An effective management structure and arrangements are in place for delivering the policy.

There is a planned and systematic approach to implementing the health and safety policy

Key elements of the sms3





Key Elements of the SMS

The policies and procedures are put in place to manage all aspects of the control measures that ensure safe operation of the facility


Key elements of the sms4





Key Elements of the SMS

Performance is measured against agreed standards to reveal when and where improvement is needed.


Key elements of the sms5





Key Elements of the SMS

The organisation learns from all relevant experience and applies the lessons.


The importance of sms
The Importance of SMS

  • In reviews of accidents, a common thread throughout is the inadequacy of management systems that might have prevented the accident from occurring

  • Examples of some issues identified are

    • Lack of hazard review and risk assessment to predict and prevent incidents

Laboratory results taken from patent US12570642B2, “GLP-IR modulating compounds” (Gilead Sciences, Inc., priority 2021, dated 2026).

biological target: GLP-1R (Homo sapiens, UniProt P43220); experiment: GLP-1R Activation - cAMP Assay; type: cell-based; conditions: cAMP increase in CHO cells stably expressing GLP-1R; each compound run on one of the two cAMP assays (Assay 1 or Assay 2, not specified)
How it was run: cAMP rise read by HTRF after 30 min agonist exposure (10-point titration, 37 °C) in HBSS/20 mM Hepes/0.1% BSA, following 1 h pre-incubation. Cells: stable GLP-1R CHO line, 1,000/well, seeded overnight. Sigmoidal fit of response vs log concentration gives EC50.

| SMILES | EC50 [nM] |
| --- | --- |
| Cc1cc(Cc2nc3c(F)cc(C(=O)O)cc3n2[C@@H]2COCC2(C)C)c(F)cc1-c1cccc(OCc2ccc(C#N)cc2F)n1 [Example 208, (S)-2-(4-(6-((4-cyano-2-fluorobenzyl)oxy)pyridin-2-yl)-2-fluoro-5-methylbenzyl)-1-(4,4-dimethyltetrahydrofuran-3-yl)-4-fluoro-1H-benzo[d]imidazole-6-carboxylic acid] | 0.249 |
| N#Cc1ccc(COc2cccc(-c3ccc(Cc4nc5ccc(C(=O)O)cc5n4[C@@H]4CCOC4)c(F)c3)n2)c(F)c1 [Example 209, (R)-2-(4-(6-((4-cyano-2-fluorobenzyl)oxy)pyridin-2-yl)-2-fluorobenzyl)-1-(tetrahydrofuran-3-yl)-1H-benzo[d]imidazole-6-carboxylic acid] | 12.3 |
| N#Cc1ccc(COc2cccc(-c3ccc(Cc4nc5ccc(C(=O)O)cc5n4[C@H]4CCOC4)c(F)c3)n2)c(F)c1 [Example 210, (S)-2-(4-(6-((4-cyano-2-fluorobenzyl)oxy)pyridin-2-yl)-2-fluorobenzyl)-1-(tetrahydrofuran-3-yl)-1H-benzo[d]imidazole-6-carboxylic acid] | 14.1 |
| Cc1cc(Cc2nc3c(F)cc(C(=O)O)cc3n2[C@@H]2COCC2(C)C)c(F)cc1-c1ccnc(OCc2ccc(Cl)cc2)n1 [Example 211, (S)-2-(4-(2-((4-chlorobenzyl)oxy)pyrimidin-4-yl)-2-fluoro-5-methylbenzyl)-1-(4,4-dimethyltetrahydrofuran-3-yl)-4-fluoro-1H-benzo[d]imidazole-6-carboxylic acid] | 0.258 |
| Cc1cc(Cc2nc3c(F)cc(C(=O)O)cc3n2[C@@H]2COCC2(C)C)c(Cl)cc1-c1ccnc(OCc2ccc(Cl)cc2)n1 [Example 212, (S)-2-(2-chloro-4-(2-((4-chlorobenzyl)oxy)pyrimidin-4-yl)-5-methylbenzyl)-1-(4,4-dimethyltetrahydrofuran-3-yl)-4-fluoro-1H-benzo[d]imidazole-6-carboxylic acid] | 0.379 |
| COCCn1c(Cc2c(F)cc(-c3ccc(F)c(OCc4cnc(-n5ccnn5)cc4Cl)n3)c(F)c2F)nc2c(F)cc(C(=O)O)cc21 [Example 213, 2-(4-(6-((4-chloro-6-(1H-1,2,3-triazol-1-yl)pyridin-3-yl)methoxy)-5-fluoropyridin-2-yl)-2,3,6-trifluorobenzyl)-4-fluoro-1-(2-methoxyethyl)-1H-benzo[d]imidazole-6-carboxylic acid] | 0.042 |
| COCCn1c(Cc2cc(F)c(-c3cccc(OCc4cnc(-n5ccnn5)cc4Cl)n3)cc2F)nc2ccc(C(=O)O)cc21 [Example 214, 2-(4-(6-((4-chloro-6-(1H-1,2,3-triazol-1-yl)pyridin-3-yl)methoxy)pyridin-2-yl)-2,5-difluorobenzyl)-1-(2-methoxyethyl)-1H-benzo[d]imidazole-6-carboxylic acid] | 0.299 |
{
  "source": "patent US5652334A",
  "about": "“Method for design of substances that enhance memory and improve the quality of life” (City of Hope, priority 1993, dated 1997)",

• Insufficient investigation and follow up after previous incidents

    • Inadequate training of staff

    • Failure to implement effective mechanical integrity programs

The importance of sms1
The Importance of SMS

The following information provides broad details on some US incidents and contributing causes

The importance of sms2
The Importance of SMS

Breakdown of management system categories identified as contributing causes in incident investigations

The importance of sms3
The Importance of SMS

  • Flixborough 1974

    • Management of modification failure

    • Inadequate experience

    • Overstretched resources

  • Piper Alpha 1988